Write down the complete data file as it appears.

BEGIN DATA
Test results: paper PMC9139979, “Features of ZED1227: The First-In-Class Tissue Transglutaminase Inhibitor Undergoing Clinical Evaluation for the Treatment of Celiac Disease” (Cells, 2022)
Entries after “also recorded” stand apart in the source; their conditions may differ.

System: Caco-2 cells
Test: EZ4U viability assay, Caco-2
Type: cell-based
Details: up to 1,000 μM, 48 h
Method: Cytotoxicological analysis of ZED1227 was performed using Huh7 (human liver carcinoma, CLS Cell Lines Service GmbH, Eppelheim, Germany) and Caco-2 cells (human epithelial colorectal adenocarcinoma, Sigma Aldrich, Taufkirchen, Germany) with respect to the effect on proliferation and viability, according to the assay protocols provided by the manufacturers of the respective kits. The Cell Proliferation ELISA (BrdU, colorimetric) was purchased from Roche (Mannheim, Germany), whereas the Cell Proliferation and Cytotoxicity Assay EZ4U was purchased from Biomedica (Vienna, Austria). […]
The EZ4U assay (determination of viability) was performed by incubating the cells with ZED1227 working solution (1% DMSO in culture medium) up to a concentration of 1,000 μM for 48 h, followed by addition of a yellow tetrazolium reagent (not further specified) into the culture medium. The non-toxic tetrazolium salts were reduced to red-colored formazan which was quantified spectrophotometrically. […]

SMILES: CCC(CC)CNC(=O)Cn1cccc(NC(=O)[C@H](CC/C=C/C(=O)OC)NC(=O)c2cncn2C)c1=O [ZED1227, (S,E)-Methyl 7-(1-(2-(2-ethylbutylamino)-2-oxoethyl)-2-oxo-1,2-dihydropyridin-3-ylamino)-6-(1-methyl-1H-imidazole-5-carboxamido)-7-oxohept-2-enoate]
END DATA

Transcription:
Test results: paper PMC9139979, “Features of ZED1227: The First-In-Class Tissue Transglutaminase Inhibitor Undergoing Clinical Evaluation for the Treatment of Celiac Disease” (Cells, 2022)
Entries after “also recorded” stand apart in the source; their conditions may differ.

System: Caco-2 cells
Test: EZ4U viability assay, Caco-2
Type: cell-based
Details: up to 1,000 μM, 48 h
Method: Cytotoxicological analysis of ZED1227 was performed using Huh7 (human liver carcinoma, CLS Cell Lines Service GmbH, Eppelheim, Germany) and Caco-2 cells (human epithelial colorectal adenocarcinoma, Sigma Aldrich, Taufkirchen, Germany) with respect to the effect on proliferation and viability, according to the assay protocols provided by the manufacturers of the respective kits. The Cell Proliferation ELISA (BrdU, colorimetric) was purchased from Roche (Mannheim, Germany), whereas the Cell Proliferation and Cytotoxicity Assay EZ4U was purchased from Biomedica (Vienna, Austria). […]
The EZ4U assay (determination of viability) was performed by incubating the cells with ZED1227 working solution (1% DMSO in culture medium) up to a concentration of 1,000 μM for 48 h, followed by addition of a yellow tetrazolium reagent (not further specified) into the culture medium. The non-toxic tetrazolium salts were reduced to red-colored formazan which was quantified spectrophotometrically. […]

SMILES: CCC(CC)CNC(=O)Cn1cccc(NC(=O)[C@H](CC/C=C/C(=O)OC)NC(=O)c2cncn2C)c1=O [ZED1227, (S,E)-Methyl 7-(1-(2-(2-ethylbutylamino)-2-oxoethyl)-2-oxo-1,2-dihydropyridin-3-ylamino)-6-(1-methyl-1H-imidazole-5-carboxamido)-7-oxohept-2-enoate]